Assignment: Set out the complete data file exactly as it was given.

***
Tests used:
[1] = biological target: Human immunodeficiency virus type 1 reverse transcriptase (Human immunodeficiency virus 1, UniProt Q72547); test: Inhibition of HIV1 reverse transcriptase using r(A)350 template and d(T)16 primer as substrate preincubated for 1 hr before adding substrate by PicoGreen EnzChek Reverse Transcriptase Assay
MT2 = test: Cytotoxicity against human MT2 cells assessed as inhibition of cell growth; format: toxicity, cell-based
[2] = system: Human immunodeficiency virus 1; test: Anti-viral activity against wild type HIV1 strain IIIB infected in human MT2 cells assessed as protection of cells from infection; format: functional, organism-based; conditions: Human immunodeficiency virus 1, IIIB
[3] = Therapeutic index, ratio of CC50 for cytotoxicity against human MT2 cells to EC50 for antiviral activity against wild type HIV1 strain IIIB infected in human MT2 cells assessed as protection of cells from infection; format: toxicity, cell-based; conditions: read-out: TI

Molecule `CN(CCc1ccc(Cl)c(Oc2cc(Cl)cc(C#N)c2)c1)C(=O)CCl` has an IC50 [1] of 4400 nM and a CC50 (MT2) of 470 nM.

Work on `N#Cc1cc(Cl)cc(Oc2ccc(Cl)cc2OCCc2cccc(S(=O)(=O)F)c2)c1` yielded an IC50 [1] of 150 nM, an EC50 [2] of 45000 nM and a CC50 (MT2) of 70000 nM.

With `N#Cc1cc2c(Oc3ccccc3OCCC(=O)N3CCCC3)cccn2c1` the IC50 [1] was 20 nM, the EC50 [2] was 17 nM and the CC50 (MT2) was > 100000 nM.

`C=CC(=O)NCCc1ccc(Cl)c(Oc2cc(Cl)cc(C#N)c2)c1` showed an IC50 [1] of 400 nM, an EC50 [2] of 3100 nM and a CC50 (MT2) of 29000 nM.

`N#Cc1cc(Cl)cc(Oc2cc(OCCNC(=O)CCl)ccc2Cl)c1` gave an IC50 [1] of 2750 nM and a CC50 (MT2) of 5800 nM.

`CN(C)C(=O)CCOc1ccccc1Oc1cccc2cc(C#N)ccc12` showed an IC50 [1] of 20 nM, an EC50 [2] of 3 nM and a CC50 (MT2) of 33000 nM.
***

Tests used:
[1] = biological target: Human immunodeficiency virus type 1 reverse transcriptase (Human immunodeficiency virus 1, UniProt Q72547); test: Inhibition of HIV1 reverse transcriptase using r(A)350 template and d(T)16 primer as substrate preincubated for 1 hr before adding substrate by PicoGreen EnzChek Reverse Transcriptase Assay
MT2 = test: Cytotoxicity against human MT2 cells assessed as inhibition of cell growth; format: toxicity, cell-based
[2] = system: Human immunodeficiency virus 1; test: Anti-viral activity against wild type HIV1 strain IIIB infected in human MT2 cells assessed as protection of cells from infection; format: functional, organism-based; conditions: Human immunodeficiency virus 1, IIIB
[3] = Therapeutic index, ratio of CC50 for cytotoxicity against human MT2 cells to EC50 for antiviral activity against wild type HIV1 strain IIIB infected in human MT2 cells assessed as protection of cells from infection; format: toxicity, cell-based; conditions: read-out: TI

Molecule `CN(CCc1ccc(Cl)c(Oc2cc(Cl)cc(C#N)c2)c1)C(=O)CCl` has an IC50 [1] of 4400 nM and a CC50 (MT2) of 470 nM.

Work on `N#Cc1cc(Cl)cc(Oc2ccc(Cl)cc2OCCc2cccc(S(=O)(=O)F)c2)c1` yielded an IC50 [1] of 150 nM, an EC50 [2] of 45000 nM and a CC50 (MT2) of 70000 nM.

With `N#Cc1cc2c(Oc3ccccc3OCCC(=O)N3CCCC3)cccn2c1` the IC50 [1] was 20 nM, the EC50 [2] was 17 nM and the CC50 (MT2) was > 100000 nM.

`C=CC(=O)NCCc1ccc(Cl)c(Oc2cc(Cl)cc(C#N)c2)c1` showed an IC50 [1] of 400 nM, an EC50 [2] of 3100 nM and a CC50 (MT2) of 29000 nM.

`N#Cc1cc(Cl)cc(Oc2cc(OCCNC(=O)CCl)ccc2Cl)c1` gave an IC50 [1] of 2750 nM and a CC50 (MT2) of 5800 nM.

`CN(C)C(=O)CCOc1ccccc1Oc1cccc2cc(C#N)ccc12` showed an IC50 [1] of 20 nM, an EC50 [2] of 3 nM and a CC50 (MT2) of 33000 nM.